President Joe Biden granted his Ukrainian counterpart, Volodymyr Zelensky, an additional $1 billion in military aid to Ukraine in response to the Russian invasion.
Biden informed in a statement published by the White House of his telephone conversation with Zelensky, where he specified that the assistance will include artillery, coastal defense systems, and rockets to support the Ukrainians in their defensive operations in the Donbas, in eastern Ukraine.
They also discussed efforts by Defense Secretary Lloyd Austin, who is in Brussels today, to coordinate additional international support for Ukrainian forces.
The Pentagon detailed in a statement that the new package contains 18 155-millimeter Howitzer guns with 36,000 rounds of ammunition and 18 vehicles to transport them, as well as projectiles for HIMARS, a long-range missile system that the United States has provided to Kyiv.
The assistance also includes, among others, two Harpoon coastal defense systems and thousands of radio and night vision devices.
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The $1 billion also includes funds for training Ukrainian forces in the use of U.S. equipment and money for maintenance, transportation, and administrative costs.
The package is divided into $350 million in matériel drawn from the Defense Department’s existing inventory and $650 million from the so-called Security Assistance Initiative (USAI), a program authorized by Congress.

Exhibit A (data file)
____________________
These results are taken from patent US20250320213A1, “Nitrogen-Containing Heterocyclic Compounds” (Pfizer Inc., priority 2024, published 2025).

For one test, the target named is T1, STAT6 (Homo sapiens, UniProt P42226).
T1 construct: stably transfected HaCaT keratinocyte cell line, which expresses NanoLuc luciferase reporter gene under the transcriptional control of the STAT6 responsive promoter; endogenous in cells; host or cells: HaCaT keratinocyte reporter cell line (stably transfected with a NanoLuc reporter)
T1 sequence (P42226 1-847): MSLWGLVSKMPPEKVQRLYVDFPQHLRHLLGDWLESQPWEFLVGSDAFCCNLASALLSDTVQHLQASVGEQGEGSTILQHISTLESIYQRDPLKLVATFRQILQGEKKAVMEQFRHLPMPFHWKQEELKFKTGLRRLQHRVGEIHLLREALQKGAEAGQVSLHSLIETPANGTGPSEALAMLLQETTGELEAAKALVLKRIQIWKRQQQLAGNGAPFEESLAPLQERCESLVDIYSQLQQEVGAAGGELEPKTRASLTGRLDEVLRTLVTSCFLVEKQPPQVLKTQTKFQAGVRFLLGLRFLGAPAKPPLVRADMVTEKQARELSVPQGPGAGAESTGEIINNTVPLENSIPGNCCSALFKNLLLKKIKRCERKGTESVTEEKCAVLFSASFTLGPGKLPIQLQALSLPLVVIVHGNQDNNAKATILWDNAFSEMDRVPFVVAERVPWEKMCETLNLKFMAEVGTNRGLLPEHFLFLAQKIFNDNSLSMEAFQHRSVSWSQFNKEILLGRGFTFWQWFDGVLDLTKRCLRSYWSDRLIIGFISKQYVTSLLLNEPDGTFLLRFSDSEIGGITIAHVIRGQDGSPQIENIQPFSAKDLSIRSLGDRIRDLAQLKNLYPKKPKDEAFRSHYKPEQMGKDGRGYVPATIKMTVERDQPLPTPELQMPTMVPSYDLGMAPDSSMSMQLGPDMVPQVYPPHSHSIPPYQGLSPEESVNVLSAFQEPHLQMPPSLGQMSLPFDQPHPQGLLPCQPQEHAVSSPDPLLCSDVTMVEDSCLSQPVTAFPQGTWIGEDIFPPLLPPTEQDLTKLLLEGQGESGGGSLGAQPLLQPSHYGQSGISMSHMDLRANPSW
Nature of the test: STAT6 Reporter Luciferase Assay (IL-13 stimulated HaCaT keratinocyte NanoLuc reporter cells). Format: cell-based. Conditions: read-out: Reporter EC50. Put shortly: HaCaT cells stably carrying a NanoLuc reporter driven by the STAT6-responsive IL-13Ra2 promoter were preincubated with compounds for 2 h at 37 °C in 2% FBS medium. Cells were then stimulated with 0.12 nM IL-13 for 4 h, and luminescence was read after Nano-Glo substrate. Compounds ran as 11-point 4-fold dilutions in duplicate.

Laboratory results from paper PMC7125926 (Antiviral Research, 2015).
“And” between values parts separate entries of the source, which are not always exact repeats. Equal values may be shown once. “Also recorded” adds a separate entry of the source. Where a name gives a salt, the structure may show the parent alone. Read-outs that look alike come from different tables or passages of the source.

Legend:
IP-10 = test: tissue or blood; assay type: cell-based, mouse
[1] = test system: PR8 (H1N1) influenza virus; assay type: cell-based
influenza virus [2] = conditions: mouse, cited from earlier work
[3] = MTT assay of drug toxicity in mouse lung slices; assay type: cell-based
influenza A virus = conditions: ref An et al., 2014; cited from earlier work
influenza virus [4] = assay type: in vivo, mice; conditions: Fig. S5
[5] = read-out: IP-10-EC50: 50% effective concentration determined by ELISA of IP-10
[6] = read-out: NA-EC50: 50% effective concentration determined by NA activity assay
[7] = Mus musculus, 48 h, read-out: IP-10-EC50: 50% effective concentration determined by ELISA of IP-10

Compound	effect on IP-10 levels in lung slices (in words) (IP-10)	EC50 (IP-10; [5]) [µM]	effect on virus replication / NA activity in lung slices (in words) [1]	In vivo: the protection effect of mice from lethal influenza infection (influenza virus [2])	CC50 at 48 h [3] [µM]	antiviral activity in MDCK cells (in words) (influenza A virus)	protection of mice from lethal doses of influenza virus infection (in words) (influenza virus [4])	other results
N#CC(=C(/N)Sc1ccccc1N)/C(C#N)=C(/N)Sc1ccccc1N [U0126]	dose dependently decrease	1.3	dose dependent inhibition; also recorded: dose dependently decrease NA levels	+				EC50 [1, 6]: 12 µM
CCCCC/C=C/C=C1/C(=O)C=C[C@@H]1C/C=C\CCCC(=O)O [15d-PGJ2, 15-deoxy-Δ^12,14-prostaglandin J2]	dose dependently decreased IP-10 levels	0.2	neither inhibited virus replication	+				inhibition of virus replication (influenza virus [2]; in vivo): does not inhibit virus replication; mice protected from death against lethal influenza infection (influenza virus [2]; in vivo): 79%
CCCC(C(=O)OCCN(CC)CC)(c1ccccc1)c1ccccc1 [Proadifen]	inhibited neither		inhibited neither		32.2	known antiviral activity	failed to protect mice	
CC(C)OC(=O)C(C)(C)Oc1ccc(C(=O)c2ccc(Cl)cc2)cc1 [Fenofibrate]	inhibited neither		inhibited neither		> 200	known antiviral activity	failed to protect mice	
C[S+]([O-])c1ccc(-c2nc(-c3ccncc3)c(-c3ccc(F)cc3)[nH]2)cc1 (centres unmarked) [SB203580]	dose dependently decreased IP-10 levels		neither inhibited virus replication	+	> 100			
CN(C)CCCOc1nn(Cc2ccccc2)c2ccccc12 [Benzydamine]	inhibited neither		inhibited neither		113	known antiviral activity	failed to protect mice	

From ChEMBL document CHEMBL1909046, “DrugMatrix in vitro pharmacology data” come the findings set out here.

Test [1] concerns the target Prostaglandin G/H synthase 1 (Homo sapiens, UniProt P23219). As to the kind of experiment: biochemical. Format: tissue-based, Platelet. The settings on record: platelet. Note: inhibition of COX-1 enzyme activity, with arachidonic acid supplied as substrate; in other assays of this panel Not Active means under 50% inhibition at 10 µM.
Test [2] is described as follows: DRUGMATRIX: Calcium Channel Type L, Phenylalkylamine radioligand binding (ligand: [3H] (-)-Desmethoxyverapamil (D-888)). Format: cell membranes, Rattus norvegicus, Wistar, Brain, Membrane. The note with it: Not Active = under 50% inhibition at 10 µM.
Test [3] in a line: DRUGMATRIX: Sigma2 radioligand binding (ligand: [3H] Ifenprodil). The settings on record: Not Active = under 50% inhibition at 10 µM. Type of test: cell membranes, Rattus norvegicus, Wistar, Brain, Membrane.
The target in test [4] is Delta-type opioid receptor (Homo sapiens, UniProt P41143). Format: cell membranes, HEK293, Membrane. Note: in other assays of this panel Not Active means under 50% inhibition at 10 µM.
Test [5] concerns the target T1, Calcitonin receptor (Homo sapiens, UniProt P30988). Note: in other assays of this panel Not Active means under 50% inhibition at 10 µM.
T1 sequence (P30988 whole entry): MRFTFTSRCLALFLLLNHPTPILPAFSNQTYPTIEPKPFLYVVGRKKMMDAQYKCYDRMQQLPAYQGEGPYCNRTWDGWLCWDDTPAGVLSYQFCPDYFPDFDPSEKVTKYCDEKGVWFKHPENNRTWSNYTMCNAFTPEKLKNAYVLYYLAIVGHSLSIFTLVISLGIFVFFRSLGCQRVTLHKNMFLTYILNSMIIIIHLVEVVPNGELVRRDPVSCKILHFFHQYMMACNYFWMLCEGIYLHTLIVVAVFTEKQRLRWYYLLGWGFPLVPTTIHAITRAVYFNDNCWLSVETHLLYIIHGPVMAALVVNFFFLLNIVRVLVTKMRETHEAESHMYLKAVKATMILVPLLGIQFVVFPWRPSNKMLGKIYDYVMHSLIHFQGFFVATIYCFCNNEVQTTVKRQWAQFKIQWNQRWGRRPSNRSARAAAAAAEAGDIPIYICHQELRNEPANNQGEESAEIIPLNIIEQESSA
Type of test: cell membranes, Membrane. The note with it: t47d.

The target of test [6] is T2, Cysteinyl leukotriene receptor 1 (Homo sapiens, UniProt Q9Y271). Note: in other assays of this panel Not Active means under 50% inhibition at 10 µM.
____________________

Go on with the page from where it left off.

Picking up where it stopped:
Through USAI, Washington allocates military equipment using private contractors, rather than drawing from its own inventory. According to the Pentagon, this is the first time that private contractors have been used to provide security equipment to the Ukrainian armed forces.
Apart from military aid, Biden announced Wednesday that the U.S. will give Ukraine an additional $225 million in humanitarian assistance to provide clean water, medical supplies, food, shelter, and money to Ukrainians.
Austin is participating Wednesday in the third meeting of the Ukraine support contact group in Brussels, where he urged the international community to step up its commitment to Ukraine’s self-defense and to continue sending arms to Kyiv.
According to Pentagon data, the United States has allocated some $5.6 billion in security assistance to Ukraine since the beginning of the Russian invasion last February 24, and more than $8.3 billion since 2014.